• Coma
  • Dangerously high heart rate
  • Depression
  • Fever
  • Hallucinations
  • Heart problems
  • Muscle weakness
  • Nausea
  • Panic attacks
  • Seizures
  • Uncontrollable shaking
  • Vomiting
  • Sudden death

If a medical professional doesn’t treat Vyvanse overdose quickly, the consequences can be fatal.

Can You Combine Vyvanse and Alcohol?

It’s best not to mix alcohol and Vyvanse. Alcohol is a central nervous system (CNS) depressant, whereas Vyvanse is a CNS stimulant. The combination of these two drugs can lead to serious heart issues.

Mixing Vyvanse and alcohol can also cause mild short-term effects like dizziness, high blood pressure, and increased heart rate. Severe and life-threatening effects include sudden heart attack or stroke.

Some people mix Vyvanse and alcohol to drink more, stay up later, or combine highs. However, no study or research backs these claims. The Food and Drug Administration also doesn’t provide a guide on this combination.

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Treatment for Vyvanse Addiction

Fortunately, there are several treatment options for anyone with a Vyvanse addiction. The most effective treatment options are:

Inpatient Treatment Programs

Inpatient treatment programs require you to live in an inpatient facility and undergo intensive addiction treatment.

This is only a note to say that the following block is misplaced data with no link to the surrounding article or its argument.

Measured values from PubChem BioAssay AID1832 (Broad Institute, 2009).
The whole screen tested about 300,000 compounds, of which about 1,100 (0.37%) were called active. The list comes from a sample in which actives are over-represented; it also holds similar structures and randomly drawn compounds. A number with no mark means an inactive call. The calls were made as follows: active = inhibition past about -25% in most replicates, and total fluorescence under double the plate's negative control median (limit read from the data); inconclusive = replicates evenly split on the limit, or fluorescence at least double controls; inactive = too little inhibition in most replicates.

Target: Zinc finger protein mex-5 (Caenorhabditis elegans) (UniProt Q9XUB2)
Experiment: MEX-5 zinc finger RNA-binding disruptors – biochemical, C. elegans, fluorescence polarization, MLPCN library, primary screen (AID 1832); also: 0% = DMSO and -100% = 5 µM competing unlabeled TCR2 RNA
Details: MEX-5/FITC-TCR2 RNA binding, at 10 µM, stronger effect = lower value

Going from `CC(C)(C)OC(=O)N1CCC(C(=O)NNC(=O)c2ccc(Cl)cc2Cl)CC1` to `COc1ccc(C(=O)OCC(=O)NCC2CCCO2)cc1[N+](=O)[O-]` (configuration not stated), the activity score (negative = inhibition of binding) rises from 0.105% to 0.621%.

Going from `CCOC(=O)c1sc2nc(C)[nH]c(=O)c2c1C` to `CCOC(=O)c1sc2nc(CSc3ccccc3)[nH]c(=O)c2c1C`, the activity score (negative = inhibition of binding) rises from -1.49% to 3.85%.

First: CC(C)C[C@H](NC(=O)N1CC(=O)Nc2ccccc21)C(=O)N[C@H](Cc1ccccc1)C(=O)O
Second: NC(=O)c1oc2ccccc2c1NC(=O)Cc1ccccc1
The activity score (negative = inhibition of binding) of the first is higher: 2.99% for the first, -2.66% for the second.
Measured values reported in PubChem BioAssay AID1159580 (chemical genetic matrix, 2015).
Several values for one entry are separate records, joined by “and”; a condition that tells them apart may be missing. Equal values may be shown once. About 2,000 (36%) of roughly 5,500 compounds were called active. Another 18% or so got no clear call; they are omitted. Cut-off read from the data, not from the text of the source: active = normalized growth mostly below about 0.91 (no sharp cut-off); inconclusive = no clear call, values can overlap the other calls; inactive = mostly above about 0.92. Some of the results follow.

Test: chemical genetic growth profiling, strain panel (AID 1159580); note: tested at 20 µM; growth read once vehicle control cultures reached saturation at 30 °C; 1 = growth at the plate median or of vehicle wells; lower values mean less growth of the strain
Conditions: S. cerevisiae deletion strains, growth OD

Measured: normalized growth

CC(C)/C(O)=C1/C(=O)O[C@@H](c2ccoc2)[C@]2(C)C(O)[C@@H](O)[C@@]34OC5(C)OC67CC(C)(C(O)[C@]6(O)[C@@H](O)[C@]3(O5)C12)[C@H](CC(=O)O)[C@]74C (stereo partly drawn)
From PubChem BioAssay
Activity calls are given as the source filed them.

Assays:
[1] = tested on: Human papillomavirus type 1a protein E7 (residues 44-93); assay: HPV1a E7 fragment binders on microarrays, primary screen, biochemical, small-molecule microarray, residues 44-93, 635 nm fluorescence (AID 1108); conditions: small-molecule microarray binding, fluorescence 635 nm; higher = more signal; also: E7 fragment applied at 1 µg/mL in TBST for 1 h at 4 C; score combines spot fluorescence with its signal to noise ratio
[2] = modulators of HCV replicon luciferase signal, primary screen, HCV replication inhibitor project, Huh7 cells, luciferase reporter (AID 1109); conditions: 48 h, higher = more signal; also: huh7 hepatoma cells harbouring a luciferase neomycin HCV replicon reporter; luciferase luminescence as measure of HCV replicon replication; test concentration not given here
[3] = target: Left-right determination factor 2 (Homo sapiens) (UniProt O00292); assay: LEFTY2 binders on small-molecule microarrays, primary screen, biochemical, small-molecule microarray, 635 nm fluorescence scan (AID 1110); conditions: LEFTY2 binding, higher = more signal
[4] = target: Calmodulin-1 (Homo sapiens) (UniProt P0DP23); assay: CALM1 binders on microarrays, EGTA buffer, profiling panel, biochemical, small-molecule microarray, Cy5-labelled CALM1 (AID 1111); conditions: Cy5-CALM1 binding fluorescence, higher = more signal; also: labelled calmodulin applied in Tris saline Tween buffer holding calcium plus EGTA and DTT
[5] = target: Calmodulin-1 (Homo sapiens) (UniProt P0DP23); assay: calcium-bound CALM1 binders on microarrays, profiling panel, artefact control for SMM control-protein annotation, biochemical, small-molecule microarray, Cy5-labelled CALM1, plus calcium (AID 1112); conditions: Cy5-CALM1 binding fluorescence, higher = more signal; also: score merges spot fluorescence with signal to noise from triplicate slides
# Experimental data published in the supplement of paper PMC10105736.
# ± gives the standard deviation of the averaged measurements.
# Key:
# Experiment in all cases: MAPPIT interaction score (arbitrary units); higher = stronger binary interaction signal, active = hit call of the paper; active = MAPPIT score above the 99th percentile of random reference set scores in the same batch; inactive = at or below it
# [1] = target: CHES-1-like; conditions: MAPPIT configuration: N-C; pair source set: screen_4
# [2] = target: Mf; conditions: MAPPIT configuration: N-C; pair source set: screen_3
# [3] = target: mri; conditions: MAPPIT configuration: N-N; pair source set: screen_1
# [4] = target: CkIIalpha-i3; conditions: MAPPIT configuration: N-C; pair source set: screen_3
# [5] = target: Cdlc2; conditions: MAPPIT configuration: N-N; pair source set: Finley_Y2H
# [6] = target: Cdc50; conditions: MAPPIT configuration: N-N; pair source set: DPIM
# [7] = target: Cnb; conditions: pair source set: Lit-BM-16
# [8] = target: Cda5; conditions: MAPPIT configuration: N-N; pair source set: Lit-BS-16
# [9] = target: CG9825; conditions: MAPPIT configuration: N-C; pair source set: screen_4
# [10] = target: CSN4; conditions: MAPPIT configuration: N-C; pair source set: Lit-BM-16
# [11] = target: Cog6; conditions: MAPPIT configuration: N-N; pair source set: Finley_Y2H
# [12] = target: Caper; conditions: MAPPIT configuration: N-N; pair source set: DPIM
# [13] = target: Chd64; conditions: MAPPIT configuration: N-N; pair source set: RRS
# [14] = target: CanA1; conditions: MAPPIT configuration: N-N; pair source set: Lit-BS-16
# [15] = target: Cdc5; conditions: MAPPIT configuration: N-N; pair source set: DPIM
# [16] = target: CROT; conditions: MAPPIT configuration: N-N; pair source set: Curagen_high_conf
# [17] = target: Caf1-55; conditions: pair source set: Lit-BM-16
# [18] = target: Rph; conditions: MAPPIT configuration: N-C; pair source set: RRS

Treatment may include physical health care, therapy, or medication-assisted therapy. These programs typically last for 30, 60, or 90 days but can take longer if necessary.

Outpatient Treatment Programs

Outpatient treatment programs are more flexible than inpatient recovery programs. They typically require you to attend three to five sessions per week. You may also undergo individual or group counseling and various therapy treatments.

Outpatient programs are more effective for those motivated to get sober and must continue family, work, or school obligations throughout recovery.

If you or someone you care about shows signs of Vyvanse abuse or addiction, it’s time for them to get help. Reach out to a professional to review available treatment options.

Dual Diagnosis Treatment Programs

Substance abuse and mental health disorders often occur together. In this case, dual-diagnosis treatment programs provide specialized care for anyone suffering from both conditions.

These programs simultaneously treat the addiction and any underlying mental health disorders. Therefore, it increases the chances of long-term recovery success.

What Are Vyvanse's Potential Risks?

Vyvanse stimulates your central nervous system and produces several effects, including increased:

  • Alertness
  • Blood pressure
  • Body temperature
  • Breathing rate
  • Energy
  • Focus
  • Heart rate
  • Physical activity

These effects are usually safe and often beneficial for those with ADHD or BED. 

Recreational users may also experience euphoria, hyperfocus, and extreme bursts of energy, making Vyvanse addictive.

What Are the Side Effects of Vyvanse?

Like virtually all prescription drugs, Vyvanse comes with potential side effects. Common side effects include:

  • Anxiety
  • Constipation
  • Diarrhea
  • Difficulty sleeping